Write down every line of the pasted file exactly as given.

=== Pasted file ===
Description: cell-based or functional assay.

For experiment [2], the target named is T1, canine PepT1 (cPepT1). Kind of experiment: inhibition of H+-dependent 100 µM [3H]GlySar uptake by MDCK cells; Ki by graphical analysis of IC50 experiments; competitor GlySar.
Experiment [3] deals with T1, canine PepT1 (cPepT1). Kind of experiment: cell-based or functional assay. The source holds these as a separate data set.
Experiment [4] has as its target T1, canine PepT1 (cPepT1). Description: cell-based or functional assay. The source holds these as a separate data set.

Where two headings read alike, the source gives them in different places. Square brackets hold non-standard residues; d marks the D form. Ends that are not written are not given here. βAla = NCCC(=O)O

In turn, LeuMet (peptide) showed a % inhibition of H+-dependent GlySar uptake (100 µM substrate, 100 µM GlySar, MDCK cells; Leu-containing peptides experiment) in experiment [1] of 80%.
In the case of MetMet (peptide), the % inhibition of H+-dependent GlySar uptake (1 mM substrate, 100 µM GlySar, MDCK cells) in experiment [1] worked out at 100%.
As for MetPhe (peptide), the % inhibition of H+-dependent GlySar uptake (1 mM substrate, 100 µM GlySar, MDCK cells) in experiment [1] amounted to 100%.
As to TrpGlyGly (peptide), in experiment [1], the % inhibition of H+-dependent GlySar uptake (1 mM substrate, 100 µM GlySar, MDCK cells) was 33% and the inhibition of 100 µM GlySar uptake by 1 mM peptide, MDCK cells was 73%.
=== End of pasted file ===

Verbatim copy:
Description: cell-based or functional assay.

For experiment [2], the target named is T1, canine PepT1 (cPepT1). Kind of experiment: inhibition of H+-dependent 100 µM [3H]GlySar uptake by MDCK cells; Ki by graphical analysis of IC50 experiments; competitor GlySar.
Experiment [3] deals with T1, canine PepT1 (cPepT1). Kind of experiment: cell-based or functional assay. The source holds these as a separate data set.
Experiment [4] has as its target T1, canine PepT1 (cPepT1). Description: cell-based or functional assay. The source holds these as a separate data set.

Where two headings read alike, the source gives them in different places. Square brackets hold non-standard residues; d marks the D form. Ends that are not written are not given here. βAla = NCCC(=O)O

In turn, LeuMet (peptide) showed a % inhibition of H+-dependent GlySar uptake (100 µM substrate, 100 µM GlySar, MDCK cells; Leu-containing peptides experiment) in experiment [1] of 80%.
In the case of MetMet (peptide), the % inhibition of H+-dependent GlySar uptake (1 mM substrate, 100 µM GlySar, MDCK cells) in experiment [1] worked out at 100%.
As for MetPhe (peptide), the % inhibition of H+-dependent GlySar uptake (1 mM substrate, 100 µM GlySar, MDCK cells) in experiment [1] amounted to 100%.
As to TrpGlyGly (peptide), in experiment [1], the % inhibition of H+-dependent GlySar uptake (1 mM substrate, 100 µM GlySar, MDCK cells) was 33% and the inhibition of 100 µM GlySar uptake by 1 mM peptide, MDCK cells was 73%.